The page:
I went with basic terra cotta pots in 14", 10" and 6" sizes, along with saucers in 10" and 8". I chose saucers that were wider than the pot circumference simply because that is my preference. You can choose saucers that fit more snugly if you choose.

I placed the pots on a tarp and started spraying. It's important to follow the directions on the spray can for best use. A heavy spray will cause the paint to drip, so light strokes truly are recommended---yes, I'm speaking from personal experience! It's better to take the time and make several thin coats than one drippy one and the end result is much nicer.

You can see the smallest pot in the top photo has only a bit of paint on it, and you can still see terra cotta peeking through the Island Splash on the saucer in the bottom photo. These pots took three thin layers of paint, with a fourth touch-up spray here and there. I let each coat dry (30 minutes plus) before the next coat, and then overnight after three coats, with the touch-ups occurring the next day.

In the middle of this pot, you can see the reason why thin coats are important! I was able to cover the darkness of the drips with another *thin* layer of paint, so it turned out all right. The spray paint manufacturers advocate thin coats for a reason!

If you choose, you can finish off the pots with a layer of clear sealant. The pots in my Pinterest-inspired post are decorated with white polka-dots. Had I done them, I would have used a sealant, but since I chose not to polka-dot, I opted out of the sealant. This decision may or may not come back to haunt me by the end of the summer...we'll see!

Soooo....starting with the largest pot, I added a layer of soil. If you have spare rocks or pieces of brick or even extra mulch laying around, they could be used as a filler instead of all potting soil. You will need enough soil for the plants' roots to grow into, however, so I personally chose to go all soil.

 Leaving a couple inches of clearance at the top, I placed the next smaller pot into the first, positioning it against the back edge. I removed a little soil so they would nestle nicely.

 Flowers next. I wanted each layer to have different flowers, so pale pink snapdragons here. I threw soil into the purple pot so it would be handy as I filled in the gaps in the blue pot. The flowers need room to grow, so I limited this level to only three snapdragons.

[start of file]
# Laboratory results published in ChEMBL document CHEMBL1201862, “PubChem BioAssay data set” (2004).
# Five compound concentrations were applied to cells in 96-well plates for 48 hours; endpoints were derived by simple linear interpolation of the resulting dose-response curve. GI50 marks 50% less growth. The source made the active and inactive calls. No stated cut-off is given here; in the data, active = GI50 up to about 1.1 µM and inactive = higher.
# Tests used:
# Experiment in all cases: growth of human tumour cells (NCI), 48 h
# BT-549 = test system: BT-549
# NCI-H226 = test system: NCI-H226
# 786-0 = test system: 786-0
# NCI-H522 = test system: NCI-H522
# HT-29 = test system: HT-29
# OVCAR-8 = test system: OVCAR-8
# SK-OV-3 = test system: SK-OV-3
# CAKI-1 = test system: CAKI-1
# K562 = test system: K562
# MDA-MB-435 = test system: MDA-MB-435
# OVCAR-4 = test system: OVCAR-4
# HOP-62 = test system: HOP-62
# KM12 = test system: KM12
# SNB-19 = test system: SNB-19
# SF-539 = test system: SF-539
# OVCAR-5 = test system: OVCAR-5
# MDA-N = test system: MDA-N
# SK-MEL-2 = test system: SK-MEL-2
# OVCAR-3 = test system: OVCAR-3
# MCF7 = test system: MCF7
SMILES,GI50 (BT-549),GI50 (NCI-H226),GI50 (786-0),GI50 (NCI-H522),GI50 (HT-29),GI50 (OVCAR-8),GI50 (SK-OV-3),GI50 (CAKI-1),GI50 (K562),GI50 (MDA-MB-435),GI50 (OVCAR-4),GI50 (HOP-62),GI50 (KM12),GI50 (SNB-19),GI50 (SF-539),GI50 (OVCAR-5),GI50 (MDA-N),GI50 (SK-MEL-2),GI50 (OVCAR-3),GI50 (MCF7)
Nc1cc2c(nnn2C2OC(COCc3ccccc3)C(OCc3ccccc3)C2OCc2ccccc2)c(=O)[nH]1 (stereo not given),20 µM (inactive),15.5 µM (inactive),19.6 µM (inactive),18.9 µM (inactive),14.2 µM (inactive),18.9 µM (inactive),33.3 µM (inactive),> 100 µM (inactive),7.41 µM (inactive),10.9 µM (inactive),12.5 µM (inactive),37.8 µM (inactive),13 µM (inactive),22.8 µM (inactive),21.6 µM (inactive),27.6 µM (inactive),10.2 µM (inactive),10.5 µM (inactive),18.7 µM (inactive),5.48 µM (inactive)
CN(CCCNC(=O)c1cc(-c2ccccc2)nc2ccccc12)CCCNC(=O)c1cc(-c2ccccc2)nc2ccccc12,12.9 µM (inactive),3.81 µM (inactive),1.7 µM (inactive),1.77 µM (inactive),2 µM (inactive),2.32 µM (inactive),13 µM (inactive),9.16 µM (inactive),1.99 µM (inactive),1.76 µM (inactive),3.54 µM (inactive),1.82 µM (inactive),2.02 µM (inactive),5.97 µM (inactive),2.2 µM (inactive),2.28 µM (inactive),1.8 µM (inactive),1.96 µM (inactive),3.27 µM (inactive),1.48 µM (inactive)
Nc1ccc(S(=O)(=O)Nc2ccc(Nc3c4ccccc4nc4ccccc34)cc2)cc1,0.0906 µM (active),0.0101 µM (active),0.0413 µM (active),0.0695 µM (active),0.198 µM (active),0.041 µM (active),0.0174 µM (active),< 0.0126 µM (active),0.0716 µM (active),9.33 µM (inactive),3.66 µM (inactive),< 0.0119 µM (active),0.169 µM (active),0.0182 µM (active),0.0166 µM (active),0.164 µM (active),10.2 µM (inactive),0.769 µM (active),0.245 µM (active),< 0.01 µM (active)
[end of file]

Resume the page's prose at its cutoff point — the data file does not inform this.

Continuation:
More soil in the purple pot, and dark red dianthus join the party.

The flowers I chose for the green pot filled it perfectly, so there was no need for extra soil. And here it is, on the porch! One down, two to go. (okay, okay, I can see the rust showing through the white paint on the railing. it's on my list.)

The largest and smallest pots are satin finish, and the middle is gloss, which makes the finish choice seem deliberate. Up close, you *might* notice the different finishes. But at a casual glance, you'll never see it. So it's really not an issue.

Here are the other two that I completed. One is the same as the first, with different flowers...

And the third only has two, because it is on top of an iron shelf.

And that's it!

I can't say I'm super thrilled with the results, but I do like them. They are a bit plain, so perhaps with some decoration, I'll like them more. Polka dot?

(heh-heh...sorry, but this was all I could think of every time I typed "polka dot.")

Pallet Garden Update

Just wanted to post an update to my pallet garden project. Here are the flowers one month later, growing beautifully. You can still see the painted slats, but they're quickly being overtaken by the flowers. The pot in the front left have dianthus and the one in the front right have three succulents that almost died but are making a comeback. There are a few weeds in the center of the patch of ground, but the grassy-looking ones in the very front are bulbs that should flower in the next few weeks.